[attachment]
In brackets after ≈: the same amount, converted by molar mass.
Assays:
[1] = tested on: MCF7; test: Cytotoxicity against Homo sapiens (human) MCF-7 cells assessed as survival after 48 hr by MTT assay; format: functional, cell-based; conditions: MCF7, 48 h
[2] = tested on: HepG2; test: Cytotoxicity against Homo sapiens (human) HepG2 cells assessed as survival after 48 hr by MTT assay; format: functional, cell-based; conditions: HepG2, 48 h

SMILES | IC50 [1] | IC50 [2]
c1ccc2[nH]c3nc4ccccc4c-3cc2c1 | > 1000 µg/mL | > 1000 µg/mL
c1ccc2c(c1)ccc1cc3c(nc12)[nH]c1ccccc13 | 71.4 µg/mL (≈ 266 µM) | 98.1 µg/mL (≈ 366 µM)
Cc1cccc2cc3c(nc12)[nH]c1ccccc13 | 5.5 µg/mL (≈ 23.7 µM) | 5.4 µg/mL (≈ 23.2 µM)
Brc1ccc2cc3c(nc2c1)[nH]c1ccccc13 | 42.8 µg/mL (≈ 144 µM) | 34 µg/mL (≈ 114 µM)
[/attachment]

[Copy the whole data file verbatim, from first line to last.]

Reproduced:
In brackets after ≈: the same amount, converted by molar mass.
Assays:
[1] = tested on: MCF7; test: Cytotoxicity against Homo sapiens (human) MCF-7 cells assessed as survival after 48 hr by MTT assay; format: functional, cell-based; conditions: MCF7, 48 h
[2] = tested on: HepG2; test: Cytotoxicity against Homo sapiens (human) HepG2 cells assessed as survival after 48 hr by MTT assay; format: functional, cell-based; conditions: HepG2, 48 h

SMILES | IC50 [1] | IC50 [2]
c1ccc2[nH]c3nc4ccccc4c-3cc2c1 | > 1000 µg/mL | > 1000 µg/mL
c1ccc2c(c1)ccc1cc3c(nc12)[nH]c1ccccc13 | 71.4 µg/mL (≈ 266 µM) | 98.1 µg/mL (≈ 366 µM)
Cc1cccc2cc3c(nc12)[nH]c1ccccc13 | 5.5 µg/mL (≈ 23.7 µM) | 5.4 µg/mL (≈ 23.2 µM)
Brc1ccc2cc3c(nc2c1)[nH]c1ccccc13 | 42.8 µg/mL (≈ 144 µM) | 34 µg/mL (≈ 114 µM)